“I finally breathed a sigh of relief,” he recalls.

Harris had a great rookie season. 338 yards on punt return is the best in the league. First undrafted rookie in Saints history to be selected to the Pro Bowl. Selected to All-Pro Team.

Next season: punt return 207 yards, 186 yards receiving and touchdown, 51 rushing yards. But the 2021 offseason changed everything. Most fans know the story that Harris was arrested for drunk driving that summer (he later served a three-game ban).

“I made a mistake and learned from it,” Harris says now.

Then the real nightmare began. As soon as Deonte left for training camp, he was informed that his girlfriend Ashley had a miscarriage. Harris’s family and parents remained with her, but the football player himself could not come and suffered even more from this. Two months pregnant – they did not even have time to find out if it was a boy or a girl.

“This pain will stay with us forever,” says Harris. We will learn to accept it. We believe in the guy upstairs. Everything happens for a reason.

The tests didn’t end there. Two weeks later, Deonte was informed of the death of close friend Colin White. They literally grew up side by side, in childhood at least twice a week spent the night with each other. Colin did not play sports, but the boys were always together.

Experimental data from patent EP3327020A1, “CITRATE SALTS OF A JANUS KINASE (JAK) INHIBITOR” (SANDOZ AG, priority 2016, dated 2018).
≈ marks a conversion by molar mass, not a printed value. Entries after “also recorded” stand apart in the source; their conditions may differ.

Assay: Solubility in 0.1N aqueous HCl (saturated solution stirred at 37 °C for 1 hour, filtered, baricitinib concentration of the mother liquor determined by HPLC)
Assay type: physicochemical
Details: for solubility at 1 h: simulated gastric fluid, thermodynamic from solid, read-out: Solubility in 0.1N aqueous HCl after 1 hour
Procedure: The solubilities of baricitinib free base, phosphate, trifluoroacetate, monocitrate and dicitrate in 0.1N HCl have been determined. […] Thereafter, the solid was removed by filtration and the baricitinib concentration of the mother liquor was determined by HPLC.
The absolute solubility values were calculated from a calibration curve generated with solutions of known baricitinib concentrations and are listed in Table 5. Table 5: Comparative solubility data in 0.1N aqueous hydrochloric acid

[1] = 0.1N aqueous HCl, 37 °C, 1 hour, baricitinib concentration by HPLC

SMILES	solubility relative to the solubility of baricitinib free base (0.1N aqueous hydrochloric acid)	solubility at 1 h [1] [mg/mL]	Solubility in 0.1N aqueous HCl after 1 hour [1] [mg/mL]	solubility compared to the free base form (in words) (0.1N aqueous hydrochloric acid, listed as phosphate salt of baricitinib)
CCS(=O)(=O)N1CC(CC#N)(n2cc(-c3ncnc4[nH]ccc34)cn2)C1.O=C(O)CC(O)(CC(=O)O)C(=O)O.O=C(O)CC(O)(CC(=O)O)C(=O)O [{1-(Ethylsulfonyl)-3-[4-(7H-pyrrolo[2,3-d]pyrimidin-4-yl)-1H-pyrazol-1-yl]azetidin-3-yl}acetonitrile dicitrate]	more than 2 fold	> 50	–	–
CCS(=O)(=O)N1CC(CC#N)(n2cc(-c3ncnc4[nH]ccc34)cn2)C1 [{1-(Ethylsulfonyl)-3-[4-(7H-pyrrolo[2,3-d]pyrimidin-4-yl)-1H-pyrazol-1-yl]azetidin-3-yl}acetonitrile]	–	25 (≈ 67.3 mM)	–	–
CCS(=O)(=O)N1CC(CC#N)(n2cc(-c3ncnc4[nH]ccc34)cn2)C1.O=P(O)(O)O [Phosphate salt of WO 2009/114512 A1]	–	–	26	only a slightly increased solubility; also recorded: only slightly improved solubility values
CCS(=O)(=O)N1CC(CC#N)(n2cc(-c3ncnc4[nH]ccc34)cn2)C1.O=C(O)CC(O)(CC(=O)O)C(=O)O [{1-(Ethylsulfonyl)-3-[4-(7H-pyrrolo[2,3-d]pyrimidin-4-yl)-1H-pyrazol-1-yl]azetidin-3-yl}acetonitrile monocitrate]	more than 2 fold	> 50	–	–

“His parents were mine, and mine were his parents,” says Harris. “If you saw one of us, the other one was definitely there.”

The news that Colin had died of a heart attack seemed unreal. Harris did not want to go to the funeral and see a friend lying in a coffin. On the day of the funeral, New Orleans played a preseason game with Baltimore. Deonte still found the strength to go say goodbye to Colin. He does not remember the details of what happened, his brain was so clouded.

The drunk driving case was still pending, the issue of the league’s punishment was up in the air. Harris knew that he would receive a disqualification, but he did not know when and for how many matches. Plus, he had to face a sharp negative in his address on social networks.

“I tried to disconnect from it,” says Deonte. – Ignore it, stay away. After all, the people who loved me were still around. And I was the same.”

In the first week of September, Hurricane Ida hit New Orleans. The Saints were about to fly to Dallas. Harris bought a plane ticket to Baltimore. By that time, he was determined to quit football and fly home. His world collapsed, Deonte plunged into depression.